• The retention rate is simply calculated as the percentage of users who continue to use or pay for your product, generally tracked month to month. For products that are designed to be used very frequently, such as mobile apps and social networks and even visits to fast-food restaurants and convenience stores, teams may want to measure retention on a weekly, or even a daily, basis as well. The shorter time horizon helps you deduce how many users are making the use of the product a habit, making it a regular part of their lives, versus how many are only sporadically checking in.
  • According to data published by mobile intelligence company Quettra, most mobile apps, for example, retain just 10 percent of their audience after one month, while the best mobile apps retain more than 60 percent of their users one month after installation.
  • Sitting in an office with your smartest lieutenants and a whiteboard to hash out ideas for improvements may feel like exactly the right way to solve the problem, but trust us, that instinct is a head fake. It’s essential that you instead talk to users (on a deeper level than achieved through the aforementioned survey) to understand what the true objections and barriers are to your product’s success. If you don’t, you run the risk of investing your very limited resources and time in a costly false start, such as shipping a feature that doesn’t move the needle at all.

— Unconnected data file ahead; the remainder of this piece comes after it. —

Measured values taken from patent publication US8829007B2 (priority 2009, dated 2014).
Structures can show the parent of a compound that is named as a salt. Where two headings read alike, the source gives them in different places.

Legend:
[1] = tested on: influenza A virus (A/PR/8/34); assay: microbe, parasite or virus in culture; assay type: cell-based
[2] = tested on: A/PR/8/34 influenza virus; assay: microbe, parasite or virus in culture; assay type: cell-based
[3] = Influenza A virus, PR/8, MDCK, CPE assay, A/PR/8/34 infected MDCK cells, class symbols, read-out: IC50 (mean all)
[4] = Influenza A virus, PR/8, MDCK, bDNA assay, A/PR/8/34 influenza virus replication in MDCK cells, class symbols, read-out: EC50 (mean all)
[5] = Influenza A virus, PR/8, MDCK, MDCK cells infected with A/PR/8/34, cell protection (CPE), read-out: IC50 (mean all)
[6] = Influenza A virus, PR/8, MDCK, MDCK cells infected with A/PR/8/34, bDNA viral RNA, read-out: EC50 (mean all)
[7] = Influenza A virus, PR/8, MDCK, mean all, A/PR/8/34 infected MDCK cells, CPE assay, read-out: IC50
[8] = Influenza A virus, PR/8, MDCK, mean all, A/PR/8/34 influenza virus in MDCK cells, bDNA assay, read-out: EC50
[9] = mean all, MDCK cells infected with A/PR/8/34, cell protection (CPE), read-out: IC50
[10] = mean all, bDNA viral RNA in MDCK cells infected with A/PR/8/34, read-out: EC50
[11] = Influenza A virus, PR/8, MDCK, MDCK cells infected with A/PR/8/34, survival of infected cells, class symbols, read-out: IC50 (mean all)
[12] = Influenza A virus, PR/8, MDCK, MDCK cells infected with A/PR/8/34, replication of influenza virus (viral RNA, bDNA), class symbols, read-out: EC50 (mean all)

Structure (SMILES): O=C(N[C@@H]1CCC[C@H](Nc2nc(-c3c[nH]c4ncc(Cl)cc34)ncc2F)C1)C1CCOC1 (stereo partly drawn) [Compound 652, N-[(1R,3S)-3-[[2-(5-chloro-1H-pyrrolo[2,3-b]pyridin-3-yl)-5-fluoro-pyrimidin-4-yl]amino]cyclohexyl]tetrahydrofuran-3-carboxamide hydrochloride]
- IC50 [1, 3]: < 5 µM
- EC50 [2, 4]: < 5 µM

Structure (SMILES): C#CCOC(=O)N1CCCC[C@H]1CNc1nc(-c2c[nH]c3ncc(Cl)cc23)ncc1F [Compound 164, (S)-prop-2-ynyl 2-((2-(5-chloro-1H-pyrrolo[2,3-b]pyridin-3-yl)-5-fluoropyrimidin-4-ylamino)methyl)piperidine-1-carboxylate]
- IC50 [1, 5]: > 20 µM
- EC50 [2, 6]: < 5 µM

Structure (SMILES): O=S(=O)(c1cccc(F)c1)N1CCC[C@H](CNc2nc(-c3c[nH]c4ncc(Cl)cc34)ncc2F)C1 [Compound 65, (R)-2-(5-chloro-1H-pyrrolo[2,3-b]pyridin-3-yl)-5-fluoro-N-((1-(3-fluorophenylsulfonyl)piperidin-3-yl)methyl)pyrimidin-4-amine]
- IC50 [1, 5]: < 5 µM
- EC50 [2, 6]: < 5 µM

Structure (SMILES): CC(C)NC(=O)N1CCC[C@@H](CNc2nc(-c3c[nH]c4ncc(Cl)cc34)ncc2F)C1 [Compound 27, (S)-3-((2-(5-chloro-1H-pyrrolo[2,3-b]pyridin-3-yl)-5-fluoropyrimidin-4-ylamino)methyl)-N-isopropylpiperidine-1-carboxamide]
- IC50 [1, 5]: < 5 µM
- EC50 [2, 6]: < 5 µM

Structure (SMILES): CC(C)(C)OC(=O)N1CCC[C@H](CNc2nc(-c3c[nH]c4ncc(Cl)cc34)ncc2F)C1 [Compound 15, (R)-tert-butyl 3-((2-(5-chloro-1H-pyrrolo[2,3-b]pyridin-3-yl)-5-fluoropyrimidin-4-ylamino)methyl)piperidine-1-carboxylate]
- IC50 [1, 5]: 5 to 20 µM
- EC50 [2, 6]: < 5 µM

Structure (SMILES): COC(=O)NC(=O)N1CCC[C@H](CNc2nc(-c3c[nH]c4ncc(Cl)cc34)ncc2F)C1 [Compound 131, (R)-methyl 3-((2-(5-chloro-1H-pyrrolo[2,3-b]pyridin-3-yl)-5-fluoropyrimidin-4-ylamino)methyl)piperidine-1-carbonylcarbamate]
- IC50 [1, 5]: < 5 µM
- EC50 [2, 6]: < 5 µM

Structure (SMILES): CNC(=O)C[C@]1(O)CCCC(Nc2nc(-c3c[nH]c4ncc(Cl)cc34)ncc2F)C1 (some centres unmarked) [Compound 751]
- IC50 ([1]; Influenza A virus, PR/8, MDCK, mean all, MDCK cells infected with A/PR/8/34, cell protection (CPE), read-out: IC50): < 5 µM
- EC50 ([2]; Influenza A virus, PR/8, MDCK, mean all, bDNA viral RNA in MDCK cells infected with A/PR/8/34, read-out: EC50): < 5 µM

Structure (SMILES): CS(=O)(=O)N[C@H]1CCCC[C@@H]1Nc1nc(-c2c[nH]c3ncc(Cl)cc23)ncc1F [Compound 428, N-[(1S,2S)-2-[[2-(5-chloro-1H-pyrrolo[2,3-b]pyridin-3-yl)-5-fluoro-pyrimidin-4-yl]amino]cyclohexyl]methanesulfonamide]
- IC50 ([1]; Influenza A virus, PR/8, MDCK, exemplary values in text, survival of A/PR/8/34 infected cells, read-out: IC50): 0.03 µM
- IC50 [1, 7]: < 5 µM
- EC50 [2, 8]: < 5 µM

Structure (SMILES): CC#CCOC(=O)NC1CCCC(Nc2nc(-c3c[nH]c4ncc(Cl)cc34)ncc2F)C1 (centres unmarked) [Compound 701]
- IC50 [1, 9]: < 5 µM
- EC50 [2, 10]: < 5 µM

• In many cases, improvement comes from what you remove, not what you add on.
  • There are three key methods, all of which should be employed in concert: Additional customer surveying, and Efficient experimental testing of product changes and messaging, Efficient experimental testing of product changes and messaging).
  • The team should divide up responsibilities according to the specialized talents of each member of the growth team to conduct these diagnostics
  • No matter what business you’re in, you need to get out of the building to find out what your customers really want from you and your product.
  • The feedback will be worthless if you’ve spent the whole time selling. You’ve got to be listening and observing, not pitching.
  • Actions speak louder than words. The best practice is to take the product, or a prototype, out into “the wild” so that you can actually see exactly how prospective users respond to it.
  • These days, the variety of online platforms with which to find the core audience for your product is almost limitless, from the large social networks like Facebook and Instagram, to the Apple and Google app stores, to WordPress and Meetup groups of all shapes and sizes.